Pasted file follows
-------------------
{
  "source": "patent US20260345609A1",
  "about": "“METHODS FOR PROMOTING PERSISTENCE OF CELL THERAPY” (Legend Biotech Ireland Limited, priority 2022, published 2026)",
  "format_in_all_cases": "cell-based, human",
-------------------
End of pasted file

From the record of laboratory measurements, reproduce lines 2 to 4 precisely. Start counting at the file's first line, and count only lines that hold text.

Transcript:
  "source": "patent US20260345609A1",
  "about": "“METHODS FOR PROMOTING PERSISTENCE OF CELL THERAPY” (Legend Biotech Ireland Limited, priority 2022, published 2026)",
  "format_in_all_cases": "cell-based, human",